When I approached a community such as the one I work with - low income urban households, namely slum dwellers - much of my view of their wealth and their needs was coloured by how I expected poverty to look. It is only now, after more than a year of working intensively with the same community, that I am starting to understand their income and behaviour patterns.
Last year, if I saw a shirtless youth sitting under a tree by the side of an open sewer, listlessly playing cards with his mates during a hot afternoon, I'd instinctively think of that young man as being "unemployed" (or underemployed), "poor", and needing skill training or career counseling. This year, I know that the young man probably makes Rs. 5000 a month by working just a few nights a week at catering events (weddings mainly), gets free food along with cash in hand for each night's work, and thus gets the opportunity to spend lazy afternoons lounging with friends.
Wages for Educated Entry Level Workers - Community Viewpoints
Just yesterday, my project coordinator** told me of a discussion between him and a number of other community members who were primarily construction workers.
Here is what he said (paraphrased):
"I told the construction workers** that they were earning more but working less than I was. They work 25 days a month while I work 30; they make Rs. 300 a day while I make Rs. 200; this adds up to Rs. 7500 a month for them and often doesn't comprise a full day's work.
What does a college education give? After a college degree young kids are working for Rs. 4500 a month even in big companies. All that education and training doesn't even give you Rs. 7000...
So I told them that while they were earning more than me, they weren't saving enough... perhaps this is where an education would have helped them. Rather than spending on alcohol, they could save enough money every month to spend on important things for themselves, their families, and their homes. I told them they needed to learn to save, put money away systematically.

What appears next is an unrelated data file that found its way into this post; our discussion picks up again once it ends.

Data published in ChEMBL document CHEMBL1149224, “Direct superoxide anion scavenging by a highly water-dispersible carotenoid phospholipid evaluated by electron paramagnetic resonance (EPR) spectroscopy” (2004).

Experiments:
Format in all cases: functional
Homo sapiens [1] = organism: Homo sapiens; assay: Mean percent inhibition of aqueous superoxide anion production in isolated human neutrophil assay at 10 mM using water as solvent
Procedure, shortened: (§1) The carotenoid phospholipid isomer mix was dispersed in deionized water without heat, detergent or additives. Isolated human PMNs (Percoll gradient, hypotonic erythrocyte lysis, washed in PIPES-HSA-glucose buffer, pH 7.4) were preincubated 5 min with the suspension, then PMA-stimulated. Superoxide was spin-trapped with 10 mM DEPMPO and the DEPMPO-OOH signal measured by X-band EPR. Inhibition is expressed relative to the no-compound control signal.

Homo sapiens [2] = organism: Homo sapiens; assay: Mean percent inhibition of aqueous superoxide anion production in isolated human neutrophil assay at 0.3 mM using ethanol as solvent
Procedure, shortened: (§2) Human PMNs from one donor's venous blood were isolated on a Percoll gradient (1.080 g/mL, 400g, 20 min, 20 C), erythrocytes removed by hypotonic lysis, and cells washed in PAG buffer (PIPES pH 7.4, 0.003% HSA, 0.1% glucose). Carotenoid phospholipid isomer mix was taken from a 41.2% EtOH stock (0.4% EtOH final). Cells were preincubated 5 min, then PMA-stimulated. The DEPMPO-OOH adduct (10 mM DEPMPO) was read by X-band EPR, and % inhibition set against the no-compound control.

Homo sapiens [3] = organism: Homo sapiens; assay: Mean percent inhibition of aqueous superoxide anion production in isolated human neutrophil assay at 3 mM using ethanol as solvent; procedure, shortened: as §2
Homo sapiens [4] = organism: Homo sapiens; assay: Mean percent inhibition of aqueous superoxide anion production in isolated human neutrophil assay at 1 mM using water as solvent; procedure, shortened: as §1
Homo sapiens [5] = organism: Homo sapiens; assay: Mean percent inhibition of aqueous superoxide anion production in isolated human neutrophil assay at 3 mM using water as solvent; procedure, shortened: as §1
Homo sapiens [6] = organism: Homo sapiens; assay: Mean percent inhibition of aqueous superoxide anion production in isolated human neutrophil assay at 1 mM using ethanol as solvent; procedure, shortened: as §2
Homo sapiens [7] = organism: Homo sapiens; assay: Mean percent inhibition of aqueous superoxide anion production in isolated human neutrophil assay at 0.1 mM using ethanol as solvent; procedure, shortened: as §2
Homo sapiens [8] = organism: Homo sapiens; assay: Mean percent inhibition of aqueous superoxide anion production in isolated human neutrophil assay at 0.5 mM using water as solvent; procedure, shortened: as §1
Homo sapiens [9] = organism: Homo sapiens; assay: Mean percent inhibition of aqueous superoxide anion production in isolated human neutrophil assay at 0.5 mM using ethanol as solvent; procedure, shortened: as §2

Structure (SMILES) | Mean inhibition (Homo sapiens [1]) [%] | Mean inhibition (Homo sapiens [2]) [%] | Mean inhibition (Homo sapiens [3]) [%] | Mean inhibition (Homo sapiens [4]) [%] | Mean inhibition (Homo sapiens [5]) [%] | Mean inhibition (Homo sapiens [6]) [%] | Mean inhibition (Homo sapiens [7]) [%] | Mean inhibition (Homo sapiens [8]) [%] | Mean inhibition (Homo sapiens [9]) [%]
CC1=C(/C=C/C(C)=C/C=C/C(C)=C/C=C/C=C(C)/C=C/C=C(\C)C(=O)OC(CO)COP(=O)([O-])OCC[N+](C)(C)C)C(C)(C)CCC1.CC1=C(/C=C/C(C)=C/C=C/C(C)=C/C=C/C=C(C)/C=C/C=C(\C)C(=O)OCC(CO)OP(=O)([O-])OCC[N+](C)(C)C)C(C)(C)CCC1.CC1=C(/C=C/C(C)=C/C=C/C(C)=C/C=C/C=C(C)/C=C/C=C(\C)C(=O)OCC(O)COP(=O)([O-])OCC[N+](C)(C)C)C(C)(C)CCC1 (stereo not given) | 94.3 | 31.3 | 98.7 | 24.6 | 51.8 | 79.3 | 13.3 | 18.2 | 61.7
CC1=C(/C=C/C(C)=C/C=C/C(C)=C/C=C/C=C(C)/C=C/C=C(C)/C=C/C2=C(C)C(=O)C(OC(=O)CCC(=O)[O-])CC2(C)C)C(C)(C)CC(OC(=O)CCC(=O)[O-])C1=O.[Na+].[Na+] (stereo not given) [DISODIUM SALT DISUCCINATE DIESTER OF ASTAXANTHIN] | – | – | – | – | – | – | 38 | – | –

I told them that they could dress better....why can't they wear an ironed shirt and a pair of trousers? Why can't they dress respectably, in clean clothes, the way those who work at an office do? After all, they earn more than these office workers even without an education...".
** My project coordinator (who is also a leader in the slum community with which I work) has a college degree, and holds education in high regard. He spends a lot of time ensuring that his two sons get ample academic and extra curricular opportunities. His sons are bright and pick up new information very quickly; they are both enrolled in our after school program. His wife has also finished her schooling, and spends time helping the children with their homework.
Both parents are keen that their sons get the chance for higher education; my conversations with them give me the sense that they think of education as a means to acquire social privilege and a "better life". Like most members of the Indian middle class (or most members of the economically lower class who aspire to be middle class one day), they too accord educational pedigree a high degree of social respect.
**He is talking about 'skilled' construction workers for the most part, not the very base level 'labourers' (e.g. stone carriers/breakers) who make Rs. 150 a day on average).